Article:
Protecting Pet Owners from Zoonoses
Over the last 50 years, cats and dogs have moved from the garden, into the house and now increasingly onto our beds. While pets provide many emotional and social benefits, they can only do that when both pets and their owners are healthy.
Protecting our pets from zoonooses – illnesses which can be shared between animals and people – mean we can share our lives and homes without risk of spreading infection.
Rabies, which is spread to humans through the bite of an infected dog, is one of the most well-known zoonotic diseases. Other zoonoses are spread to pets from parasites, such as fleas and ticks, or from other animals, and then passed on to humans.
This connection between human and animal health means veterinarians play a significant role in keeping us healthy through good pet health.
Communicating with owners
Scientists estimate that more than six out of every 10 known infectious diseases in people are spread from animals, and three in four new or emerging infectious diseases in people are spread from animals. Companion animals are a potential source for more than 70 human illnesses.
Veterinarians play a crucial role in helping protect the health of pet owners and their loved ones by educating them about managing the risks. Regular veterinary appointments, preventative pet treatment and good hygiene are the cornerstones in limiting the spread of zoonoses.
While pet owners will usually have heard of common parasites such as fleas, worms and ticks, they are less likely to be aware of the zoonotic diseases parasites can carry. For example, bartonellosis, often known as ‘cat scratch disease’, is transmitted to cats through fleas and can infect people through a scratch. Lyme disease, a serious infection carried by contaminated ticks, can be transmitted to cats and dogs, if they bring the infected tick into the home, this can put the whole household at risk.
Climate change is leading to outbreaks of parasites out of season and in new places, and the increasing trend for pet travel means tropical vector-borne diseases are spreading more easily. For example, in Latin America and Brazil, visceral leishmaniasis (VL) a disease spread by sandflies, has reached new canine and human populations in the last two decades.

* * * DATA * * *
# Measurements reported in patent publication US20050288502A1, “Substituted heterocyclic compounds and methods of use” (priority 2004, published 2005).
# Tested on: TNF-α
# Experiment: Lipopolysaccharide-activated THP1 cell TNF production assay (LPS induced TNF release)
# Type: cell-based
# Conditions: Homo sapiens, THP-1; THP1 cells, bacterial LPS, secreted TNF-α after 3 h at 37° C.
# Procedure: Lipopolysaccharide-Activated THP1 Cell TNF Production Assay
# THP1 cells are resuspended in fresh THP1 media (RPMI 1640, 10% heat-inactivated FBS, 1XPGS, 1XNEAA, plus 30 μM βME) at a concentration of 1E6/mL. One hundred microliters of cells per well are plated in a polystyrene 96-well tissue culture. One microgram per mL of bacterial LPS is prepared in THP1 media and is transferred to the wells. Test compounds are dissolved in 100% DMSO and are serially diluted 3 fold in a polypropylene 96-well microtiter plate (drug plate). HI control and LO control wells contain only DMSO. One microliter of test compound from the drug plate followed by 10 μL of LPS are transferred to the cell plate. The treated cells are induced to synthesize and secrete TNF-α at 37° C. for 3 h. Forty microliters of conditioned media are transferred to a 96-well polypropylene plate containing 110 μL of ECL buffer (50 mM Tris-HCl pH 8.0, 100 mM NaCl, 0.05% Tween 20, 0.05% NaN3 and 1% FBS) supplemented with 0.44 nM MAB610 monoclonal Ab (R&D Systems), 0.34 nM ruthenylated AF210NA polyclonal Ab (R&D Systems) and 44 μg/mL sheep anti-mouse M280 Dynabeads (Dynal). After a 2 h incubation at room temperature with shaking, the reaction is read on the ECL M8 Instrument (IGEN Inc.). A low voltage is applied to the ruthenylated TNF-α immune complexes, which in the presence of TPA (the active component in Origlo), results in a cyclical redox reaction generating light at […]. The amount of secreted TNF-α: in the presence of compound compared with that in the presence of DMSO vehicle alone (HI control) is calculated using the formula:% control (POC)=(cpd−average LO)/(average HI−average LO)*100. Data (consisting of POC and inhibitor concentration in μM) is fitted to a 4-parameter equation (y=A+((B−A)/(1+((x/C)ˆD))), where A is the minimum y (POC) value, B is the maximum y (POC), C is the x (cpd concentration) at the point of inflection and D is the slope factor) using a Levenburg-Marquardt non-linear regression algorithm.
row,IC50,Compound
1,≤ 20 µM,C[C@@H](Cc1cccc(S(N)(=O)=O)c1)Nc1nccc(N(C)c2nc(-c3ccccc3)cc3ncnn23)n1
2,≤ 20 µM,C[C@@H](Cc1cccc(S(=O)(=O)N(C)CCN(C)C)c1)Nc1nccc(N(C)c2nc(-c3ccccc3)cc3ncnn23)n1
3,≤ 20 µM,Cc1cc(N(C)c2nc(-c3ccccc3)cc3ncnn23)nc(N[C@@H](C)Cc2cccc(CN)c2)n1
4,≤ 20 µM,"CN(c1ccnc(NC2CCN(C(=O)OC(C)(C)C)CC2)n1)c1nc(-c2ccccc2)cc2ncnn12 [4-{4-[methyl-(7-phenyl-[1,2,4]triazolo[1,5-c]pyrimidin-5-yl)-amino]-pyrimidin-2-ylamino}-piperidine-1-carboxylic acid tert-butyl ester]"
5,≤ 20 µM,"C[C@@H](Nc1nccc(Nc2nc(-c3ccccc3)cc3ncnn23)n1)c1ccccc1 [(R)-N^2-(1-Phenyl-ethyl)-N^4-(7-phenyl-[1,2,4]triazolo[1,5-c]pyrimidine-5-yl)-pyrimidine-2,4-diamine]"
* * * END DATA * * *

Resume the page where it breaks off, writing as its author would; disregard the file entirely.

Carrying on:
Because of this, vets are becoming more vigilant, routinely screening imported and travelled pets, while pet owners can help protect pet health and help prevent spread of disease by treating their animals with antiparasiticides regularly.
Good hygiene and health
Close contact between pets and owners can risk disease transmission. Although for many owners, their pets are an extension of their family, sharing a bed with a pet or allowing them to lick your face can significantly increase the spread of disease.
Reptiles, amphibians, rodents and poultry can spread the bacterial disease salmonella. Reptiles and amphibians are responsible for 11 percent of all infections in people under the age of 21.
Veterinarians will often stress the importance of hygiene around pets. It’s important owners regularly wash their hands when spending time with their pets, and frequently clean out cages, litter trays and areas where pets like to play, sleep and eat.
Most pet owners would be surprised to learn zoonoses work both ways – they pose a risk of reverse zoonosis and can transmit infections, such as influenza, to their cats and dogs. That’s why a One Health approach, which recognises the link between human, animal and environmental health may be critical in the fight against global disease.